Carbon Tax

Is a Carbon Tax Now On for Federal Liberals?

September 26th, 2007
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Remember the caterwauling when John Baird released his Kyoto report, and Elizabeth May said a carbon tax would not need to be anywhere near the $195 a tonne the report said, and Stephan Dion said no carbon tax was necessary, a $20 tonne deposit system was all that was needed?

Liberal Leader Stephan Dion also rejected the $195 figure as excessive, saying that his party proposes a $20-per-tonne “deposit” instead of a tax.

“It’s a deposit that the companies will have to give to the environmental bank — and they will have this money back if they decrease their emissions,” Dion told Question Period co-host Jane Taber.

“It’s like when you have your bottle of Coca-Cola and you bring it back to the grocery store. You get your money back. It’s not a tax.”

Not a tax. That has been Stephan Dion’s line from the start. No Carbon tax.

If that is true, why did Dion’s Industry Critic and co-chair of the Liberal Party of Canada’s election platform committee, Scott Brison, pen an article today in which he says: “It is clear that… governments eventually will put a price on carbon.”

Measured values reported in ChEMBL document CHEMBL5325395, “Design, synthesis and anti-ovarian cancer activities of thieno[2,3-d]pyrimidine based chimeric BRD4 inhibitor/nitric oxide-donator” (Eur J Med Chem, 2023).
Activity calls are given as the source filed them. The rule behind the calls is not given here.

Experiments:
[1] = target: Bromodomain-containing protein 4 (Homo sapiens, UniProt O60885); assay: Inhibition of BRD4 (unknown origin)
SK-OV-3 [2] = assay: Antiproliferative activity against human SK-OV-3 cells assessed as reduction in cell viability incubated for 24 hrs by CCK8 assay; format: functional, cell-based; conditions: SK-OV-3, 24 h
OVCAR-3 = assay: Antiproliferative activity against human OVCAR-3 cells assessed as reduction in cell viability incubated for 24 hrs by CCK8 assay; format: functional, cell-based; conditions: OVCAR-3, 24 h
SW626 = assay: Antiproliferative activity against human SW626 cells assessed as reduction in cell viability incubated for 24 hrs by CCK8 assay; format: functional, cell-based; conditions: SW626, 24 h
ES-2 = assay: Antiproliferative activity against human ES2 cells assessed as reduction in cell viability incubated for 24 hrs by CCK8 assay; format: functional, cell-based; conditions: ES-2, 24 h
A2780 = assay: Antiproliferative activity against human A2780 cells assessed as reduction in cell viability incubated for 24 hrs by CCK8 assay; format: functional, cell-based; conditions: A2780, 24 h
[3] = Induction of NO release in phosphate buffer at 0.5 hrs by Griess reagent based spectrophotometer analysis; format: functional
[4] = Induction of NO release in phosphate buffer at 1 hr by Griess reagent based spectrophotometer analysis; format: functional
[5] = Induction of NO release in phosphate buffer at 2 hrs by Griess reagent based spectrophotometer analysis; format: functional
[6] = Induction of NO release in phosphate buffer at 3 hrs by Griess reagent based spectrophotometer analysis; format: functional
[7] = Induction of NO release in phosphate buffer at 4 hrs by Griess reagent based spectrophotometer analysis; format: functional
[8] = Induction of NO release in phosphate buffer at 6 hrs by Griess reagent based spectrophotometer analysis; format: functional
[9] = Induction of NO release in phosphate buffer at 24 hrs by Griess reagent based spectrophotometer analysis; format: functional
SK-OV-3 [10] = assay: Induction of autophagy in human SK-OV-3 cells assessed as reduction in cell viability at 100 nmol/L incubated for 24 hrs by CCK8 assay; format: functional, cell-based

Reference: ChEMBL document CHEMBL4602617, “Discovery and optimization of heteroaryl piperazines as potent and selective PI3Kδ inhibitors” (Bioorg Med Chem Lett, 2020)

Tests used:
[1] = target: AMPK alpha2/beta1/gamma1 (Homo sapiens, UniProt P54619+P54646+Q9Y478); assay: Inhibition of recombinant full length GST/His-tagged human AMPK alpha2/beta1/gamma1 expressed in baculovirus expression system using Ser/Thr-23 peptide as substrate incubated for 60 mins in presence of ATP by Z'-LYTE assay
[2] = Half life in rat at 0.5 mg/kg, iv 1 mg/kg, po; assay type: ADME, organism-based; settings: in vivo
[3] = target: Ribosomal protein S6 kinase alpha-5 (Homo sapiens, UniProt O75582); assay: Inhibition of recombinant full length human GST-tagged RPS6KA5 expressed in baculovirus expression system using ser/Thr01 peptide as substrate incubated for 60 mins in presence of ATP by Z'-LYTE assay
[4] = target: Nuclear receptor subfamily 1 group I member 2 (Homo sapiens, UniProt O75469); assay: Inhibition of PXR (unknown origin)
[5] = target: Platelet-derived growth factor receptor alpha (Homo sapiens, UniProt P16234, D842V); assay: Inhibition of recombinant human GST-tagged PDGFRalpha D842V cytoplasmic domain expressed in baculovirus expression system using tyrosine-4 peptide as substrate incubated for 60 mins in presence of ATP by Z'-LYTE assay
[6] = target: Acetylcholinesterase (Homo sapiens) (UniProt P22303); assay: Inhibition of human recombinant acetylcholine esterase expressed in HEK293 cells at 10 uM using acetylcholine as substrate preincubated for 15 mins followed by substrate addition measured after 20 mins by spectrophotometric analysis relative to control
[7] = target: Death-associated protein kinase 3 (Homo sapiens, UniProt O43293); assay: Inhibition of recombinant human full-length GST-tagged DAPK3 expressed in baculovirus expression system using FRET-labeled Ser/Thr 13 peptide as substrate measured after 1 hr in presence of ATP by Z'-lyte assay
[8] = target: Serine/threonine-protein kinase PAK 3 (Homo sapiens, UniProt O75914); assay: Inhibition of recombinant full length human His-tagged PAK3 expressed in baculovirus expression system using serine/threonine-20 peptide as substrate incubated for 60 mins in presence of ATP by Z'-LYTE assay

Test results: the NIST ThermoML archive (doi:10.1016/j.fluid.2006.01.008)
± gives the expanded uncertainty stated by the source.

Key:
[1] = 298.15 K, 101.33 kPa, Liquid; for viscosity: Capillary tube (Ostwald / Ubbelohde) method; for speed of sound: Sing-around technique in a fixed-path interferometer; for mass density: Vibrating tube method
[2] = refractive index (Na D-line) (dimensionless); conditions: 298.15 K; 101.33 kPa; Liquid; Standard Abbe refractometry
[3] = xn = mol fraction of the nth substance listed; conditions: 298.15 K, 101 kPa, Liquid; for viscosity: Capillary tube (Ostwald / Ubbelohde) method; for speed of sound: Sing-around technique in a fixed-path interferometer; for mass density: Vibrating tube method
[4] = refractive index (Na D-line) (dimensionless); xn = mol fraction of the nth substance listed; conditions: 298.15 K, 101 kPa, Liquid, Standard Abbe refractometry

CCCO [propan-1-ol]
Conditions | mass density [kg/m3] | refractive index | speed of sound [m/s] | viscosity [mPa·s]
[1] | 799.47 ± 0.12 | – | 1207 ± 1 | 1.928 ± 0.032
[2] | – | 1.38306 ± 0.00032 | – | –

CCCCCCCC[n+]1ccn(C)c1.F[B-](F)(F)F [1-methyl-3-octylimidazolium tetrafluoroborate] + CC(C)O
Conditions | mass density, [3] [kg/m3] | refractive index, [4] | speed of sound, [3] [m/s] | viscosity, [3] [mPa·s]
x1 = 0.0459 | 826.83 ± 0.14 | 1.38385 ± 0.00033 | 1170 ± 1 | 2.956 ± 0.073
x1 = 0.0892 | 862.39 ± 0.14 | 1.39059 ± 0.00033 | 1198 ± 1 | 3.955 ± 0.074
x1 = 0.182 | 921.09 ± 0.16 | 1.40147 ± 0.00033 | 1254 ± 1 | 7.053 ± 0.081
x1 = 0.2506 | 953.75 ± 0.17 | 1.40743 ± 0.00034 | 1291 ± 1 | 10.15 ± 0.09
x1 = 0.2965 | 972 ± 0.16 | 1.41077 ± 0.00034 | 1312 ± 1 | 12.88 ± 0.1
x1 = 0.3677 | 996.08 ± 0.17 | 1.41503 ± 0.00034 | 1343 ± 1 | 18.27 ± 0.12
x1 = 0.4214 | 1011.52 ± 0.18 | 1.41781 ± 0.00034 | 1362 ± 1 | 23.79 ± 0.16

What is a price on carbon, put their by governments, but a carbon tax? Dress it up however you want, but Scott Brison called a carbon tax a sure thing. And since he’s helping write their platform, we must assume it’s now Liberal policy.

Carbon Tax, Global Warming, Going... Going... Gone Nuts For The Environment, Kyoto

When is a Tax not a Tax?

June 8th, 2007
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Hmm, who’s thought was this one? Quebec is introducing a whopping 0.8c/litre carbon tax effective October 1. According to Claude Bechard, Quebec’s Natural resources Minister, the oil companies should pick up the tax:

We hope at 0.8 cents, the oil companies will be able to absorb it without passing on this royalty to consumers. Especially when you realize that refinery profit margins have gone in the last three, four months from 8 cents a litre to about 19, 20, 22 cents a litre.

Hey, where have I heard that before? Oh, I know, I said it Wednesday. Who would have thought a Quebec cabinet minster is trolling At Home in Hespeler for ideas. Of course, like a politician will, he got what I said all half-assed backwards; at 0.8c, there is no reason for oil companies to absorb the tax, and no way of knowing if they did. Gas in my part of the world jumps around more than 0.8c litre depending on the time of day. It is too small to affect demand, therefore, the gas companies can charge the tax, without affecting their profit. Once a tax is high enough to affect demand, then the oil guys have incentive to absorb the tax, but only then.